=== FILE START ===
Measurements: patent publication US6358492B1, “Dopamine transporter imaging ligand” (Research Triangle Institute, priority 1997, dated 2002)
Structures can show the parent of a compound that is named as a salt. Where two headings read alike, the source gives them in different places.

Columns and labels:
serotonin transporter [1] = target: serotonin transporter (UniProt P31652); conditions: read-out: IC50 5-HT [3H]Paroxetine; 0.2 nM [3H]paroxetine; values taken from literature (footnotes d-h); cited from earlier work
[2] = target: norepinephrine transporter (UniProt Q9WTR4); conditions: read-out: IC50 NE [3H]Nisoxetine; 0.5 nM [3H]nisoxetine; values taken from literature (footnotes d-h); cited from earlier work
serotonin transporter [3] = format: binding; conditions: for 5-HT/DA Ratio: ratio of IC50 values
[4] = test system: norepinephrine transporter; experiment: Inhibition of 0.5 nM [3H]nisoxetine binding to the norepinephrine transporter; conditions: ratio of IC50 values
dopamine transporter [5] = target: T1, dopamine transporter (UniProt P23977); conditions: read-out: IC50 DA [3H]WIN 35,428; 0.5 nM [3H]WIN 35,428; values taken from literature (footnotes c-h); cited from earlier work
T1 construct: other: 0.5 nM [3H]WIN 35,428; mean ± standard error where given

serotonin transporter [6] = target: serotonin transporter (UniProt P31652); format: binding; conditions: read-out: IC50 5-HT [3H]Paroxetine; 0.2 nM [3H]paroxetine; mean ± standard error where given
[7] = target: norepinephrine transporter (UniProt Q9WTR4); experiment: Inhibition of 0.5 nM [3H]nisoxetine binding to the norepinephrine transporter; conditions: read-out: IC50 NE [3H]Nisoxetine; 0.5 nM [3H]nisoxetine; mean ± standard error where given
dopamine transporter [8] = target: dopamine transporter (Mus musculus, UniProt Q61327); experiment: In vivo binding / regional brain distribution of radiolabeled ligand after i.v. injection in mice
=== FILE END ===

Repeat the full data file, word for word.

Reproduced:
Measurements: patent publication US6358492B1, “Dopamine transporter imaging ligand” (Research Triangle Institute, priority 1997, dated 2002)
Structures can show the parent of a compound that is named as a salt. Where two headings read alike, the source gives them in different places.

Columns and labels:
serotonin transporter [1] = target: serotonin transporter (UniProt P31652); conditions: read-out: IC50 5-HT [3H]Paroxetine; 0.2 nM [3H]paroxetine; values taken from literature (footnotes d-h); cited from earlier work
[2] = target: norepinephrine transporter (UniProt Q9WTR4); conditions: read-out: IC50 NE [3H]Nisoxetine; 0.5 nM [3H]nisoxetine; values taken from literature (footnotes d-h); cited from earlier work
serotonin transporter [3] = format: binding; conditions: for 5-HT/DA Ratio: ratio of IC50 values
[4] = test system: norepinephrine transporter; experiment: Inhibition of 0.5 nM [3H]nisoxetine binding to the norepinephrine transporter; conditions: ratio of IC50 values
dopamine transporter [5] = target: T1, dopamine transporter (UniProt P23977); conditions: read-out: IC50 DA [3H]WIN 35,428; 0.5 nM [3H]WIN 35,428; values taken from literature (footnotes c-h); cited from earlier work
T1 construct: other: 0.5 nM [3H]WIN 35,428; mean ± standard error where given

serotonin transporter [6] = target: serotonin transporter (UniProt P31652); format: binding; conditions: read-out: IC50 5-HT [3H]Paroxetine; 0.2 nM [3H]paroxetine; mean ± standard error where given
[7] = target: norepinephrine transporter (UniProt Q9WTR4); experiment: Inhibition of 0.5 nM [3H]nisoxetine binding to the norepinephrine transporter; conditions: read-out: IC50 NE [3H]Nisoxetine; 0.5 nM [3H]nisoxetine; mean ± standard error where given
dopamine transporter [8] = target: dopamine transporter (Mus musculus, UniProt Q61327); experiment: In vivo binding / regional brain distribution of radiolabeled ligand after i.v. injection in mice